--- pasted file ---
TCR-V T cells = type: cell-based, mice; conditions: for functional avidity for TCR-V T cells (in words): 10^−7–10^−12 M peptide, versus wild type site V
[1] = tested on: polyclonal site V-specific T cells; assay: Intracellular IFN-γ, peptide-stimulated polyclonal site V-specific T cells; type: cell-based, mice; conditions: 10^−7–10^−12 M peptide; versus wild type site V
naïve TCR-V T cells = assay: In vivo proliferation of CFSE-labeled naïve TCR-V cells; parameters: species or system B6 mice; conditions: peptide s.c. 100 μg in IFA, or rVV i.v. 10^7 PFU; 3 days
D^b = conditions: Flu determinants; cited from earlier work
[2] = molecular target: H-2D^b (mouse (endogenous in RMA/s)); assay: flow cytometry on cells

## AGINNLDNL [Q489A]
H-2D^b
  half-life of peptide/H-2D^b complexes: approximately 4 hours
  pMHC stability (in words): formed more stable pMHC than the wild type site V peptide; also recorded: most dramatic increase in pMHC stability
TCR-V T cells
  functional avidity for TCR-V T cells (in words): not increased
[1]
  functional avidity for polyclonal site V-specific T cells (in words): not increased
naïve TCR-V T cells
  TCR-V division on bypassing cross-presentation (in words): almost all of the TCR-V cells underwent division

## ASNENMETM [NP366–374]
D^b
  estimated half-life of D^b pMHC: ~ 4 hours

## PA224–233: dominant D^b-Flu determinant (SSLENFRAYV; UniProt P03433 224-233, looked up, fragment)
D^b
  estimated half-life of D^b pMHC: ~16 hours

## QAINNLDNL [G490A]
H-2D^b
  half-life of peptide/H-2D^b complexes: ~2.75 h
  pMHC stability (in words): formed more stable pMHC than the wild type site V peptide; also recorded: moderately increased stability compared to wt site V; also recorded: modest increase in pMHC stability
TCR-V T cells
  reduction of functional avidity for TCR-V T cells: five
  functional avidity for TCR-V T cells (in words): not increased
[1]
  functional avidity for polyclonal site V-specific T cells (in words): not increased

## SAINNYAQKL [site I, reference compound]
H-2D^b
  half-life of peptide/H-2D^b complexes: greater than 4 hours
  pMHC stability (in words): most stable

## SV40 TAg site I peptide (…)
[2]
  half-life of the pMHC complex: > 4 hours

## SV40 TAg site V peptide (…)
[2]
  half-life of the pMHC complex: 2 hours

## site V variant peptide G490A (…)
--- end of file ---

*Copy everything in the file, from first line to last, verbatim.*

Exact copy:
TCR-V T cells = type: cell-based, mice; conditions: for functional avidity for TCR-V T cells (in words): 10^−7–10^−12 M peptide, versus wild type site V
[1] = tested on: polyclonal site V-specific T cells; assay: Intracellular IFN-γ, peptide-stimulated polyclonal site V-specific T cells; type: cell-based, mice; conditions: 10^−7–10^−12 M peptide; versus wild type site V
naïve TCR-V T cells = assay: In vivo proliferation of CFSE-labeled naïve TCR-V cells; parameters: species or system B6 mice; conditions: peptide s.c. 100 μg in IFA, or rVV i.v. 10^7 PFU; 3 days
D^b = conditions: Flu determinants; cited from earlier work
[2] = molecular target: H-2D^b (mouse (endogenous in RMA/s)); assay: flow cytometry on cells

## AGINNLDNL [Q489A]
H-2D^b
  half-life of peptide/H-2D^b complexes: approximately 4 hours
  pMHC stability (in words): formed more stable pMHC than the wild type site V peptide; also recorded: most dramatic increase in pMHC stability
TCR-V T cells
  functional avidity for TCR-V T cells (in words): not increased
[1]
  functional avidity for polyclonal site V-specific T cells (in words): not increased
naïve TCR-V T cells
  TCR-V division on bypassing cross-presentation (in words): almost all of the TCR-V cells underwent division

## ASNENMETM [NP366–374]
D^b
  estimated half-life of D^b pMHC: ~ 4 hours

## PA224–233: dominant D^b-Flu determinant (SSLENFRAYV; UniProt P03433 224-233, looked up, fragment)
D^b
  estimated half-life of D^b pMHC: ~16 hours

## QAINNLDNL [G490A]
H-2D^b
  half-life of peptide/H-2D^b complexes: ~2.75 h
  pMHC stability (in words): formed more stable pMHC than the wild type site V peptide; also recorded: moderately increased stability compared to wt site V; also recorded: modest increase in pMHC stability
TCR-V T cells
  reduction of functional avidity for TCR-V T cells: five
  functional avidity for TCR-V T cells (in words): not increased
[1]
  functional avidity for polyclonal site V-specific T cells (in words): not increased

## SAINNYAQKL [site I, reference compound]
H-2D^b
  half-life of peptide/H-2D^b complexes: greater than 4 hours
  pMHC stability (in words): most stable

## SV40 TAg site I peptide (…)
[2]
  half-life of the pMHC complex: > 4 hours

## SV40 TAg site V peptide (…)
[2]
  half-life of the pMHC complex: 2 hours

## site V variant peptide G490A (…)